***1/2 OUT OF 4
London- based director Asif Kapadia’s documentary about English singer-songwriter Amy Winehouse is a meticulously crafted work of art. It tells its enthralling story of an immensely talented and troubled girl from a dysfunctional Jewish family, from North London, in an intimate and heartbreaking manner.
Winehouse wrote and composed her own songs and used her struggle with drugs and alcohol to further her artistic intent. To make the viewer aware of her powerful lyrics, Kapidia superimposed them onscreen as we watched her soulful deliveries. This inspired technique made the performance footage become electric, compelling and engaging.
While the structure of the documentary contains many familiar tropes, the mix of home movies and road footage draws you into her agonizing descent. She lived for jazz and pop and was a “Billie Holiday” for her generation. In her brief career she only made two albums. The first called “Frank” was a jazz inspired foray and her last titled “Back to Black” was a girl group inspiration with a heavy dose of R&B.
Her ascent to the top of the music world was breath-taking and her descent terrifying. Her boyfriend and later husband, Blake Felder, drew her into the narcotic vortex as did her greedy father who kept pushing her to take more gigs. The relentless pressure of the news media, managers, and record companies drove this sensitive girl off a cliff. In 2011, at the tender age of 27, Amy died of alcohol poisoning.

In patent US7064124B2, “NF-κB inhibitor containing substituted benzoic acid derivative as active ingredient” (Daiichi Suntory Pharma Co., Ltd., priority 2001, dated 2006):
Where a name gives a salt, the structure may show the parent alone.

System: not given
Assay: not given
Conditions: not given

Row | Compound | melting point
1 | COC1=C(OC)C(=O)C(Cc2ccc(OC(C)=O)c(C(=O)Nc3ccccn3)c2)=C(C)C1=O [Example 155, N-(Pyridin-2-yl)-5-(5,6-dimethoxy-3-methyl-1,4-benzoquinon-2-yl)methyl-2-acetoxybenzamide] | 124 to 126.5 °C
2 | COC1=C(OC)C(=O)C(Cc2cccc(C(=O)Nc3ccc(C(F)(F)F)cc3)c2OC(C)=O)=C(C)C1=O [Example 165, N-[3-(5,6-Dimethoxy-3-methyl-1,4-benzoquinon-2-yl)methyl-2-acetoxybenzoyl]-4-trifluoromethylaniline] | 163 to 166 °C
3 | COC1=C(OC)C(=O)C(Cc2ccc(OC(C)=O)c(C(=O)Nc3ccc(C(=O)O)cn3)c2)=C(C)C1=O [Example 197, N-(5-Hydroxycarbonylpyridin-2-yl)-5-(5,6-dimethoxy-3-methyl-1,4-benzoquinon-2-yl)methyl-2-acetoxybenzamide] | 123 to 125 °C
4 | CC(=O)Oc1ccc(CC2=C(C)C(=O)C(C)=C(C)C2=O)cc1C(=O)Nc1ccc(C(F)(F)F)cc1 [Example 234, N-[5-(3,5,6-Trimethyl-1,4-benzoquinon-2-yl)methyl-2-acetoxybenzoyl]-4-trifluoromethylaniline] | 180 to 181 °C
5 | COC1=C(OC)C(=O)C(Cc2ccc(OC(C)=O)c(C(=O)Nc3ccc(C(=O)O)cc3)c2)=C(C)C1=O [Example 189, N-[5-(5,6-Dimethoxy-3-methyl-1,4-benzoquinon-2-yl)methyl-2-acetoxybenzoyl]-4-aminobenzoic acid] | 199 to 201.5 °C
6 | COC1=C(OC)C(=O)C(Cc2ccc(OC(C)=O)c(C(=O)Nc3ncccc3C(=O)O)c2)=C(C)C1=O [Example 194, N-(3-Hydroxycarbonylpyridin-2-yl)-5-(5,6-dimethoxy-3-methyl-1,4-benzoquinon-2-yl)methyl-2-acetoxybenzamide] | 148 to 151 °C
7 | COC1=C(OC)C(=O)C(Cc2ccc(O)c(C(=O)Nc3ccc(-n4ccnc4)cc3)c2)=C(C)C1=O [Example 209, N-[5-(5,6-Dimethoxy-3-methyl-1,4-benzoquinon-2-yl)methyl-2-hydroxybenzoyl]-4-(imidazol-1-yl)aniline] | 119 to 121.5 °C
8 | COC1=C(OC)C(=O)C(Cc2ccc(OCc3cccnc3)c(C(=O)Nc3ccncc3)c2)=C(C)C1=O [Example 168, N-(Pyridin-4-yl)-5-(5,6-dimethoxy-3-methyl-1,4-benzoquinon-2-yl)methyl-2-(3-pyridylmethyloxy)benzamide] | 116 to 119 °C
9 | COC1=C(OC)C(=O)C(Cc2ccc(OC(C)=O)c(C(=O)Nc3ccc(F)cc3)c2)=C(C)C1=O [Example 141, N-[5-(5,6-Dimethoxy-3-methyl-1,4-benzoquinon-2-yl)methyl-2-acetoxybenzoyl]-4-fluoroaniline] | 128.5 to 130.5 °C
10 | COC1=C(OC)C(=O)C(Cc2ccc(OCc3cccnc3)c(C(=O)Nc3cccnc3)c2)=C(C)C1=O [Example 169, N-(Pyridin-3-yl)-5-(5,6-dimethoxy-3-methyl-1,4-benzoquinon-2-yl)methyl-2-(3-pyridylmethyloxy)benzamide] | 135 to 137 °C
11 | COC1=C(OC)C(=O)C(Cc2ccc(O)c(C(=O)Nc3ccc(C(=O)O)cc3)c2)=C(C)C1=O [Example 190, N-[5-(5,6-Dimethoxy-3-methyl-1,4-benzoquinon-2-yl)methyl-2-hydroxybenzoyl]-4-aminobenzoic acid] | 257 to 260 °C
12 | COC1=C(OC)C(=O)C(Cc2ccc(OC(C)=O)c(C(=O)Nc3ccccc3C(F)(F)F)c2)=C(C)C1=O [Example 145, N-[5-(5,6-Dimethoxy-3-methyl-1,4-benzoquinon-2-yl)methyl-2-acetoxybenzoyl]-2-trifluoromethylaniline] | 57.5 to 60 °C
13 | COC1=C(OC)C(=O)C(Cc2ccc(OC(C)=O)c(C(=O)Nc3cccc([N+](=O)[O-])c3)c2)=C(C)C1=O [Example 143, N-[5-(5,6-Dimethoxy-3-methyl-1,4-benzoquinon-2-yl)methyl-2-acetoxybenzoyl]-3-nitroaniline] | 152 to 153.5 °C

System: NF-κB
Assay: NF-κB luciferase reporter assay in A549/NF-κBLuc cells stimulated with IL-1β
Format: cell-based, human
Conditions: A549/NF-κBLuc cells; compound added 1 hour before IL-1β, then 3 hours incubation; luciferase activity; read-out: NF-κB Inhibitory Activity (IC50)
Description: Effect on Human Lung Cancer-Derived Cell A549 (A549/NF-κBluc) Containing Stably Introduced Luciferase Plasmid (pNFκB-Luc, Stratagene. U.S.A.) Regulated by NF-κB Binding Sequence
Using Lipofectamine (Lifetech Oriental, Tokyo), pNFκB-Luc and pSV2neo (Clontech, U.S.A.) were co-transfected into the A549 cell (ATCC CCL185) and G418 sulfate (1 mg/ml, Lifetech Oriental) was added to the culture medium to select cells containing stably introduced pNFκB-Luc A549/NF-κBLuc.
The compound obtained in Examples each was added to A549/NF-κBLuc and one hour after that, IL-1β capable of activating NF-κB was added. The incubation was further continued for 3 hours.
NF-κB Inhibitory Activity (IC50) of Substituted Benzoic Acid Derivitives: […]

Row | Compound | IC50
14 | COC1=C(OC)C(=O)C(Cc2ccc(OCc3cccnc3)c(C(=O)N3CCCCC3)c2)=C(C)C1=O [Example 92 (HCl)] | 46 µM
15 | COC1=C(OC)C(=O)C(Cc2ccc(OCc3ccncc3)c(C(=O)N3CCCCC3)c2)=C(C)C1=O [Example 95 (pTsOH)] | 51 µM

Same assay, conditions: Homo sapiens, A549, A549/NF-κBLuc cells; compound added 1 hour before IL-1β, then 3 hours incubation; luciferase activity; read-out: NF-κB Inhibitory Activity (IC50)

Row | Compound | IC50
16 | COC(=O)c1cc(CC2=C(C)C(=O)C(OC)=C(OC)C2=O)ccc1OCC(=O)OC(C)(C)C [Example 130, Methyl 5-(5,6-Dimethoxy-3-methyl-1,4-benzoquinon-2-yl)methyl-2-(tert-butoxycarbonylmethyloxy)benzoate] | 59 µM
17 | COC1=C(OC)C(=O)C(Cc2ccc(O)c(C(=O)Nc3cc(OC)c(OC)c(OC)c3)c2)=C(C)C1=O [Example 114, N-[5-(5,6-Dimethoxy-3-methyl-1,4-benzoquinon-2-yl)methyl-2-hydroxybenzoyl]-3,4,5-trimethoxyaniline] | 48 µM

Asif Kapadia’s other documentary “Seena”; about a Brazilian Formula One racing legend, Aryton Seena, was highly acclaimed. ‘Amy’ caused a sensation at Cannes 2015 and is being distributed as an “event film” by A24 who says it is planning an Oscar push for the work.
A24 paid between $2.3 and $3.1 million for the film and plans a 500 screen release without any VOD rollout.
‘Amy’ is one of the year’s best documentaries and is best seen in a theater.